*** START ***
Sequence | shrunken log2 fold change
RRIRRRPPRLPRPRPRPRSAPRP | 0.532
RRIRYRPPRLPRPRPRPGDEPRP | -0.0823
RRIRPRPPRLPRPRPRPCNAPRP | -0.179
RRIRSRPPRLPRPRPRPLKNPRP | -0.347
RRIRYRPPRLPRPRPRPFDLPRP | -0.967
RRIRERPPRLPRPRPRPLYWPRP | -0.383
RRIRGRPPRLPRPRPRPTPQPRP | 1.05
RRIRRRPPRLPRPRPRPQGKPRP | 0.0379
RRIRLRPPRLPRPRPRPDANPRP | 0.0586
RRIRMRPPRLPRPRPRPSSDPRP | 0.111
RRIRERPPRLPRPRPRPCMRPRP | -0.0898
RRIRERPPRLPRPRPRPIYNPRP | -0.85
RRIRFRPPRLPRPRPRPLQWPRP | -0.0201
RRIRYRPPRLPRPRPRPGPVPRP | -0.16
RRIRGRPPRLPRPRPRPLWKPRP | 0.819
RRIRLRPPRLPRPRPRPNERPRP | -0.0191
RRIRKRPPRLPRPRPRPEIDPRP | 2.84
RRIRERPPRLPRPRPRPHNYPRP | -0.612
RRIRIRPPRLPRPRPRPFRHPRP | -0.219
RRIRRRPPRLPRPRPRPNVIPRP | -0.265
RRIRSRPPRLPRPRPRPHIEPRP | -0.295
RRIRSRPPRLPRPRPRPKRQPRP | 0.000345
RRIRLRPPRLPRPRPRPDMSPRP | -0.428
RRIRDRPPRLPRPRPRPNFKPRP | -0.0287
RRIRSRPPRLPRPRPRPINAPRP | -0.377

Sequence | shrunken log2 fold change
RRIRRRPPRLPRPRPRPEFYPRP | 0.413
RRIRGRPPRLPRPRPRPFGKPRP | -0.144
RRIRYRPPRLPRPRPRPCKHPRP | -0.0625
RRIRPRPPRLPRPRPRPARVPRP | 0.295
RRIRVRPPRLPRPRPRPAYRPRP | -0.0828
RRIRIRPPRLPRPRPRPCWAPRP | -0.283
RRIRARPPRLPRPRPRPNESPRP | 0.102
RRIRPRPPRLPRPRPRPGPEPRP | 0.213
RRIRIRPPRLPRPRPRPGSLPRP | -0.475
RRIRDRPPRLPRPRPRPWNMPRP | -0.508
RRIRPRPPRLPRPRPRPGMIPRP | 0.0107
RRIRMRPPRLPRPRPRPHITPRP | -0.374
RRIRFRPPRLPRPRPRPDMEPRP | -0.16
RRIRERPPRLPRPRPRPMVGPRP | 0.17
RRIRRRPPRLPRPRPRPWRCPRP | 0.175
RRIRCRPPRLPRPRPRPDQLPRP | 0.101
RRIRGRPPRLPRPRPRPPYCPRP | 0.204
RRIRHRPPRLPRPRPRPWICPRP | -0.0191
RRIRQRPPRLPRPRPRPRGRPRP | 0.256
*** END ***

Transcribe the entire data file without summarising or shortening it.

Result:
Sequence | shrunken log2 fold change
RRIRRRPPRLPRPRPRPRSAPRP | 0.532
RRIRYRPPRLPRPRPRPGDEPRP | -0.0823
RRIRPRPPRLPRPRPRPCNAPRP | -0.179
RRIRSRPPRLPRPRPRPLKNPRP | -0.347
RRIRYRPPRLPRPRPRPFDLPRP | -0.967
RRIRERPPRLPRPRPRPLYWPRP | -0.383
RRIRGRPPRLPRPRPRPTPQPRP | 1.05
RRIRRRPPRLPRPRPRPQGKPRP | 0.0379
RRIRLRPPRLPRPRPRPDANPRP | 0.0586
RRIRMRPPRLPRPRPRPSSDPRP | 0.111
RRIRERPPRLPRPRPRPCMRPRP | -0.0898
RRIRERPPRLPRPRPRPIYNPRP | -0.85
RRIRFRPPRLPRPRPRPLQWPRP | -0.0201
RRIRYRPPRLPRPRPRPGPVPRP | -0.16
RRIRGRPPRLPRPRPRPLWKPRP | 0.819
RRIRLRPPRLPRPRPRPNERPRP | -0.0191
RRIRKRPPRLPRPRPRPEIDPRP | 2.84
RRIRERPPRLPRPRPRPHNYPRP | -0.612
RRIRIRPPRLPRPRPRPFRHPRP | -0.219
RRIRRRPPRLPRPRPRPNVIPRP | -0.265
RRIRSRPPRLPRPRPRPHIEPRP | -0.295
RRIRSRPPRLPRPRPRPKRQPRP | 0.000345
RRIRLRPPRLPRPRPRPDMSPRP | -0.428
RRIRDRPPRLPRPRPRPNFKPRP | -0.0287
RRIRSRPPRLPRPRPRPINAPRP | -0.377

Sequence | shrunken log2 fold change
RRIRRRPPRLPRPRPRPEFYPRP | 0.413
RRIRGRPPRLPRPRPRPFGKPRP | -0.144
RRIRYRPPRLPRPRPRPCKHPRP | -0.0625
RRIRPRPPRLPRPRPRPARVPRP | 0.295
RRIRVRPPRLPRPRPRPAYRPRP | -0.0828
RRIRIRPPRLPRPRPRPCWAPRP | -0.283
RRIRARPPRLPRPRPRPNESPRP | 0.102
RRIRPRPPRLPRPRPRPGPEPRP | 0.213
RRIRIRPPRLPRPRPRPGSLPRP | -0.475
RRIRDRPPRLPRPRPRPWNMPRP | -0.508
RRIRPRPPRLPRPRPRPGMIPRP | 0.0107
RRIRMRPPRLPRPRPRPHITPRP | -0.374
RRIRFRPPRLPRPRPRPDMEPRP | -0.16
RRIRERPPRLPRPRPRPMVGPRP | 0.17
RRIRRRPPRLPRPRPRPWRCPRP | 0.175
RRIRCRPPRLPRPRPRPDQLPRP | 0.101
RRIRGRPPRLPRPRPRPPYCPRP | 0.204
RRIRHRPPRLPRPRPRPWICPRP | -0.0191
RRIRQRPPRLPRPRPRPRGRPRP | 0.256